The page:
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A 4-year-old girl was noticed to have abdominal distension by her parents. On evaluation with ultrasound, there was a heterogeneous solid cystic lesion with a predominantly cystic component seen in the left suprarenal region. Contrast enhanced CT (CECT) of the abdomen revealed a large 11×11.5×13 cm multiloculated, hypodense cystic lesion with fat attenuation and long bone within the cystic cavity in the left suprarenal region causing compression and displacement of the left kidney (figure 1). Features were suggestive of teratoma. The endocrine workup for adrenal tumour was normal. Tumour markers which included Alpha Fetoprotein (AFP), Human Chorionic Gonadotropin (HCG) and Lactate Dehydrogenase (LDH) were within normal limits.
The child underwent explorative laparotomy and intraoperatively a large mass was seen replacing and pressing on the left kidney. Dense adhesions were present between tumour and gut loops, spleen and lateral wall. The tumour was also adherent to the aorta and inferior vena cava, but there was no invasion of these structures or any major blood vessel. Mass was well encapsulated and no infiltration of normal renal parenchyma was seen. Complete excision of left suprarenal mass was done. Left adrenal and bilateral ovaries were normal.
Histopathological examination showed cheesy whitish pultaceous material along with hair, bone and cartilage suggesting structures derived from the different embryonic germ layers. The cyst walls were lined by stratified squamous epithelium. No immature elements were seen, findings were suggestive of mature cystic teratoma (figure 2). No adrenal tissue or malignant component was seen. After surgery, the child had an uneventful recovery and at 12 months of follow-up, there is no abdominal distension on clinical examination and no recurrent lesion on ultrasonography. Follow-up AFP, HCG and LDH are also normal.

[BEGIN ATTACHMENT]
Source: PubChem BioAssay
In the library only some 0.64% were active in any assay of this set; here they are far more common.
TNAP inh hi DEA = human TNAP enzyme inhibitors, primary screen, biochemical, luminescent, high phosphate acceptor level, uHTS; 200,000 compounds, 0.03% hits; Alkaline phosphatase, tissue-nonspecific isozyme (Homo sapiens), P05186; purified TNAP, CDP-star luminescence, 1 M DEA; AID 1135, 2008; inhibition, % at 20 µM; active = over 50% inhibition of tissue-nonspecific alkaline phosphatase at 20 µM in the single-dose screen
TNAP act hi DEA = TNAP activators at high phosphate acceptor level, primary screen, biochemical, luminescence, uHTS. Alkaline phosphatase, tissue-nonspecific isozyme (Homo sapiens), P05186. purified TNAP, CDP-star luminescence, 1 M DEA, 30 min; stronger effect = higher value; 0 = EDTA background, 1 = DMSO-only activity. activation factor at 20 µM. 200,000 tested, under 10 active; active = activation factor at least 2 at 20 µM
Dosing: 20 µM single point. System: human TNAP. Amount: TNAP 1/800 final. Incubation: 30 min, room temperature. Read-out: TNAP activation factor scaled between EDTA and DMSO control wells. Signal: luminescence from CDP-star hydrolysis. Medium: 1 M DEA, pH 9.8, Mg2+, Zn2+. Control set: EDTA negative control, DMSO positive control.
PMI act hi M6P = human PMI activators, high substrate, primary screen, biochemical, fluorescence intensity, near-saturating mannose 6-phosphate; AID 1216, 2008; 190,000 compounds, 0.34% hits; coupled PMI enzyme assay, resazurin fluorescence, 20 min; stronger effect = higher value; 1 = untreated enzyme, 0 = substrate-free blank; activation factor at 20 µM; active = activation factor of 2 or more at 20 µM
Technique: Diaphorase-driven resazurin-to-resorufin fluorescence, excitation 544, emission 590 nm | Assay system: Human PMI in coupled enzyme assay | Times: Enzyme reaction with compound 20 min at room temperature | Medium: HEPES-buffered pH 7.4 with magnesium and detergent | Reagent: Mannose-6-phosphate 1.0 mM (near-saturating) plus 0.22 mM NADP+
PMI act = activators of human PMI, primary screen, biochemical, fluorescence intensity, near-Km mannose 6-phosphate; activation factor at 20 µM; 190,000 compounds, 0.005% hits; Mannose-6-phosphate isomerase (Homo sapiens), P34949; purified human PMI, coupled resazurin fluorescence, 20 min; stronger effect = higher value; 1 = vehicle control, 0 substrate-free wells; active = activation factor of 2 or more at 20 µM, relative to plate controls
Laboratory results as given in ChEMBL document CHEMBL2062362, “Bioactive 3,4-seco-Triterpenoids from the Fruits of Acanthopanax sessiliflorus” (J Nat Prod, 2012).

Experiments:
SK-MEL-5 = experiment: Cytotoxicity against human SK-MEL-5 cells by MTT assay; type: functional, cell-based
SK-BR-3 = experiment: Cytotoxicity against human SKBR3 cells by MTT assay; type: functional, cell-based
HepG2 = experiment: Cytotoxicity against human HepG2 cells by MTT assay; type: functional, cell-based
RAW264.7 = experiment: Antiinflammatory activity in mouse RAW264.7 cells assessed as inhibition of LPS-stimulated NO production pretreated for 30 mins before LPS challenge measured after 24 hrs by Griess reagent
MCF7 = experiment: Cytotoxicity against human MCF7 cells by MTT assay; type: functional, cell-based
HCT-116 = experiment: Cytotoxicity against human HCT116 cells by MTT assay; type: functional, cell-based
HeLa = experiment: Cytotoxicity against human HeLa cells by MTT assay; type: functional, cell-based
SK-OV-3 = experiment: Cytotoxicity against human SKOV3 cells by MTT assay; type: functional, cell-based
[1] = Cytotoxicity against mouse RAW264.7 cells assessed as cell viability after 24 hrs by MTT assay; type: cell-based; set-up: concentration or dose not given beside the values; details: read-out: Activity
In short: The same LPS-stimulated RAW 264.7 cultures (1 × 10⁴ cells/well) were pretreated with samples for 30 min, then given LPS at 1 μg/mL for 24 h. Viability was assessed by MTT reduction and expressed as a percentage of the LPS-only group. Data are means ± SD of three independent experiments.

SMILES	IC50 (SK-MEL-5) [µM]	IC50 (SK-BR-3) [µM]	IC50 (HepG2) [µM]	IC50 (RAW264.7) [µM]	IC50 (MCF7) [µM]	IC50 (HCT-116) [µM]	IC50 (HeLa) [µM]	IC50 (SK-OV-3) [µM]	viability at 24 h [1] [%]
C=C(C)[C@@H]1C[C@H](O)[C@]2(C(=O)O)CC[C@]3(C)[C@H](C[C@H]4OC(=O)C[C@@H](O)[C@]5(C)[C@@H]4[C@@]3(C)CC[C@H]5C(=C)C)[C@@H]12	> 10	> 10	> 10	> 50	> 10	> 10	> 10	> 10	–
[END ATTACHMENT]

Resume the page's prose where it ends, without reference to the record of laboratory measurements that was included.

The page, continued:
Teratomas are among the most common congenital tumour comprising of tissues arising from pluripotent embryonic cells.1 They are frequently seen in gonads. The most common site of extragonadal germ cell tumour is the sacrococcygeal region, mediastinum, head and neck, and retroperitoneum.2 A retroperitoneal teratoma constitutes 1%–11% of primary retroperitoneal neoplasm in children and 3%–4% of all germ cell tumours.3 4 The majority of these tumours are found in the pararenal area and are more common on the left side as in index case. There is bimodal presentation, with peak in first 6 months of life and early adulthood. They usually present as progressive abdominal distension and palpable abdominal lump.5
Ultrasound of the abdomen is the first imaging modality used, CECT abdomen is the imaging modality of choice and is helpful in showing the extent of disease in retroperitoneum, and involvement of blood vessels.6 Although benign, teratomas can encase major blood vessels. The serum alpha-fetoprotein and HCG levels are good indicators for diagnosis and elevation of either marker may indicate the presence of malignant germ cell elements.7 However, the final diagnosis is made on pathological examination of resected specimen. Complete resection is the treatment of choice, which is recommended in all cases.8 Malignancy is uncommon in mature cystic teratoma and the prognosis is favourable with an 80%–100% survival reported after complete surgical excision of the tumour.9
Patient’s father: I was told by my doctor that my daughter has a mass in her abdomen, which may or may not be malignant but will require removal by surgery. The surgery went on well. I was happy to know that the tissue report did not show any cancer. Presently, my daughter is doing well and I am very happy that her case was managed very well by the team. I am on regular follow-up as advised by my doctors.
Retroperitoneal mature cystic teratoma usually presents within 6 months of age or in adulthood but may present in young children.
It generally presents with abdominal distension and early diagnosis can be made by ultrasound and CT scan.
The diagnosis is confirmed by histopathological examination of resected specimen.
Contributors This report was supervised by HL. Data were compiled and case report was written by RB. Manuscript review was done by PY. Histopathological diagnosis and explanation was given by AB.
Funding The authors have not declared a specific grant for this research from any funding agency in the public, commercial or not-for-profit sectors.
Competing interests None declared.
Patient consent for publication Parental/guardian consent obtained.
Provenance and peer review Not commissioned; externally peer reviewed.
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